- Values/Health Perception
Do you often seek medical care?
Is your family healthy?
Do you trust the healthcare system in the country?
Are you particular about the nutritional values of the food you take?
Do you have a habit of reading nutrition labels on food items?
Do you have a policy on snacking?
Family Health Assessment Part I
For how long do you sleep each day?
How long after meals do you sleep?
Do you snore during sleep?
How regular is your bowel movement? / how often do you have bowel movements?
Is there a distinct odor in your bowel movement?
Does your bowel movement have a particular color?
Do you engage in physical exercises?
How often do you participate in physical activities?
Family Health Assessment Part I
Which exercises do you perform? How regular?
How would you rate your intellectual ability?
Do you think you have a sharp memory or not?
Do you ever feel confused and how often?
How good or poor is your eyesight?
O you have any hearing or taste impairment?
On a scale of 1-7, how would you rate each of your senses?
What perception do you have about your self-image?
Are you positive about the future and the unknown?
What do other people think and say about you?
- Role Relationship
How would you describe your marriage?
Does your family hold meetings and how regular are they?
Would you classify the communication among family members as fair?
How open are your family and yourself about sexuality?
How open are you about same-sex relationships?
Are you exposed to sexual health education?
How do you deal with stressful situations?
Have you sought mental health care?
Is there any mental case in your extended family?
Family Health Assessment Part I
- Health care matters
- American Indians and Alaskan Natives Health matters
- Difference is between nociceptive and neuropathic pain, and whether it matters?
- Social Context Matters
- the role of health care organizations in ensuring patient safety. Identify regulatory agencies and how they influence the functioning of health care organizations. Discuss the effects of liability litigation risks on health care organizations
- Health care quality occurs when: patients can access a continuum of appropriate care and service in a timely manner, patients are educated and actively participate in the planning and delivery of their care and service, clinical outcomes are achieved with excellence, patients achieve their care goals and optimum quality of life
- Health Care is one of the few remaining industries growing in the United States and within this segment of our economy Long Term Care, driven by the baby boomers, will be the fastest growing entity with in the continuum of health care.
- How realistic is it to expect health care workers to model mental, physical, and spiritual health? If Americans tend to be overweight, underactive workaholics who experience burnout, why should health care workers be any different?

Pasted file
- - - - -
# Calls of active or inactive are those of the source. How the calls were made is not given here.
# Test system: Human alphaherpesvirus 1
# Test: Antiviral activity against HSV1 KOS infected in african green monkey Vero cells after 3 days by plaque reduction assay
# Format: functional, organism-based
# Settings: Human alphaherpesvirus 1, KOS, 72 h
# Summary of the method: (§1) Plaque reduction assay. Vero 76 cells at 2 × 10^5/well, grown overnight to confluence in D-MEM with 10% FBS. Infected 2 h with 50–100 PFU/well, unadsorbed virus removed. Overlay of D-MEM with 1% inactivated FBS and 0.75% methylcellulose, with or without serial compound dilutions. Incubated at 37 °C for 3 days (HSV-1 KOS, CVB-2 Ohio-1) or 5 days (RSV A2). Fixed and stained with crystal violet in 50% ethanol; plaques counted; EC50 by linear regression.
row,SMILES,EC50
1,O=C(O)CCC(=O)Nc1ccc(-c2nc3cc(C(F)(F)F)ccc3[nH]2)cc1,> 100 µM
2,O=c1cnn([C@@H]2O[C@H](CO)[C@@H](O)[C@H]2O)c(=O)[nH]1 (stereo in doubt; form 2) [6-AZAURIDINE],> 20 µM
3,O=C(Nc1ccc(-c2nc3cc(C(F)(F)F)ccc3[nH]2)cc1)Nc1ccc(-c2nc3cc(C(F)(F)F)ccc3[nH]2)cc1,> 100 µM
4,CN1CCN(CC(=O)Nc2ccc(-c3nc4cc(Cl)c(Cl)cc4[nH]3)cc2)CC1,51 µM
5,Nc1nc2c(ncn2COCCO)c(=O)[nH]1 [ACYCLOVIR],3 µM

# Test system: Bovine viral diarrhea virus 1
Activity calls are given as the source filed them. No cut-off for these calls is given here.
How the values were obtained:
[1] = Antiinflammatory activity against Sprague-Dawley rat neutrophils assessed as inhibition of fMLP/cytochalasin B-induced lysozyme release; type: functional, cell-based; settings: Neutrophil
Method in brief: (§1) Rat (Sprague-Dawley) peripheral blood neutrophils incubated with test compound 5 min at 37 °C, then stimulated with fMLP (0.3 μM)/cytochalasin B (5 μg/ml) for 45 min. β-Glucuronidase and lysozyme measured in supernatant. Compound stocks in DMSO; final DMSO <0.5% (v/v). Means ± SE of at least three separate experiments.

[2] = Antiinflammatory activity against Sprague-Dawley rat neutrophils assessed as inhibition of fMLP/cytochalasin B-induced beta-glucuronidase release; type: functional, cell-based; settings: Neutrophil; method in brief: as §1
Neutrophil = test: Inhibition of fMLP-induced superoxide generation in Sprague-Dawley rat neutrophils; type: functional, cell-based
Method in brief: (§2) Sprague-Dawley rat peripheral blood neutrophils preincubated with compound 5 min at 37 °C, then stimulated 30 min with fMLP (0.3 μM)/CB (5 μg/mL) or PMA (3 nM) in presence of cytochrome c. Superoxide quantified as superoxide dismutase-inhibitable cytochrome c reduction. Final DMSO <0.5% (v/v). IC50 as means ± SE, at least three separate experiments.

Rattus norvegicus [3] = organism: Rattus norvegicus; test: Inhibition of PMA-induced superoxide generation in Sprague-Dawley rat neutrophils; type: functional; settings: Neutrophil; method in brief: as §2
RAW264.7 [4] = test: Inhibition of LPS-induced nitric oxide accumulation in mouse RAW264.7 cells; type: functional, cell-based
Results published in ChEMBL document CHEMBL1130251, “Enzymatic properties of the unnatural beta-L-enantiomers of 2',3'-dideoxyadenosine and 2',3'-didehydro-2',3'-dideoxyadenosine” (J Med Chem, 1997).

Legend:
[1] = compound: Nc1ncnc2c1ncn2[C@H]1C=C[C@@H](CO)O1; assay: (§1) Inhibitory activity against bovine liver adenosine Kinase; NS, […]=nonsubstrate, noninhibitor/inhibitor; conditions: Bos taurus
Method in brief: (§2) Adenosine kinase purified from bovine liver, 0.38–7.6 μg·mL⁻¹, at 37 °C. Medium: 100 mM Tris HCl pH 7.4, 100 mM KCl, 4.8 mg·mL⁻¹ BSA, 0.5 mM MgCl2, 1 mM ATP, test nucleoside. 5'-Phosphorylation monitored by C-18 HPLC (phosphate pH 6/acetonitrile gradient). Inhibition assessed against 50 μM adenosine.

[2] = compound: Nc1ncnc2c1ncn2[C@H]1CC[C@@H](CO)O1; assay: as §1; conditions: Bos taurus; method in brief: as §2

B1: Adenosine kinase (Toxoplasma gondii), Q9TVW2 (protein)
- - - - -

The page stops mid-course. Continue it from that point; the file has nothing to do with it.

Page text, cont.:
- You will complete Part 1 of a case-study activity that you will continue to address next week. The case study is a true-to-life example of an ethical dilemma related to patient right to refuse care. It will provide you with an opportunity to practice application of selected decision-making models for identification and resolution of dilemma.
- Health Education Activity TOPIC – Pressure Ulcers and the Vulnerable Elderly Population @ Mary Manning Walsh You Must fill out the Module Five Health Education Activity ATTACHMENT using the following instructions below. Also using Milestone 1 and Milestone 2 attached below as reference. Instructions This week, you should be wrapping up the evaluation and reflection stages of your health education activity. Submit your completed Planner and Log worksheet. Review the Guideline and Rubric for this activity as long as the Planner and Log and Permission Letter. Remember: All planning work counts toward your eight hours!
- Explain the statement, “What may be an ethical dilemma for one registered nurse may not be an ethical dilemma for another registered nurse.”
- Develop A Solution To A Specific Ethical Dilemma Faced By A Health Care Professional By Applying Ethical Principles. Describe The Issues And A Possible Solution In A 3-5 Page Paper.
- Select An Ethical Dilemma Related To Health Policy From The Categories Of Moral Values, Professional Regulation, Health Of Individuals In Society, Or Distributive Justice. What Are The Controversies Surrounding This Issue?
- Select An Ethical Dilemma Related To Health Policy From The Categories Of Moral Values, Professional Regulation, Health Of Individuals In Society, Or Distributive Justice.
- Consider the case scenario you described in Week 6. Continue with this unfolding case scenario by assuming that the change process is proceeding in an effective manner,
- Pediatric patient evaluations must involve a combination of patient input, parent input, and your own observations from physical exams and diagnostics. As you read the following the case study, consider the source (i.e., patient, parent, or practitioner) of the provided patient information.
- Interview A Patient With A Chronic Pulmonary Health Condition Who Is On At Least Two Medications. In A 1,350-1,600-Word Paper, Discuss The Following: Obtain A Complete Health History. Obtain A Complete Medication History, Including Prescription
- An Ethical Dilemma And Case Study